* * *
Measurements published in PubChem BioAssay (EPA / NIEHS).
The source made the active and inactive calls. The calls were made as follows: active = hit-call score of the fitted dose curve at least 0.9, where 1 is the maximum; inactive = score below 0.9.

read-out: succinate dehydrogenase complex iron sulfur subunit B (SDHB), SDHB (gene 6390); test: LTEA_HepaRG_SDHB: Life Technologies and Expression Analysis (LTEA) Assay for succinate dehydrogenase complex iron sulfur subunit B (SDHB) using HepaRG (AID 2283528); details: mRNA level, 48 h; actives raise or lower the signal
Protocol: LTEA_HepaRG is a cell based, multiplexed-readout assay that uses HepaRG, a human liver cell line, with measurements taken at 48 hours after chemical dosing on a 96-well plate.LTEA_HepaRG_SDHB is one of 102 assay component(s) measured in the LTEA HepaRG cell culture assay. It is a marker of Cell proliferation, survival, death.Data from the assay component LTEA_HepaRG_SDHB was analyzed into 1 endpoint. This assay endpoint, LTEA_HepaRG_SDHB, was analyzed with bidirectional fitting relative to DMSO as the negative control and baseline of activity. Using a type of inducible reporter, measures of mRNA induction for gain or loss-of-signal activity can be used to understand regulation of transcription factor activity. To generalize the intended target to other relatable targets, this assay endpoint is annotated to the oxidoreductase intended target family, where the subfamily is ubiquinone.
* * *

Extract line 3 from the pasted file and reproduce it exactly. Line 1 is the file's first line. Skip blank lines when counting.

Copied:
read-out: succinate dehydrogenase complex iron sulfur subunit B (SDHB), SDHB (gene 6390); test: LTEA_HepaRG_SDHB: Life Technologies and Expression Analysis (LTEA) Assay for succinate dehydrogenase complex iron sulfur subunit B (SDHB) using HepaRG (AID 2283528); details: mRNA level, 48 h; actives raise or lower the signal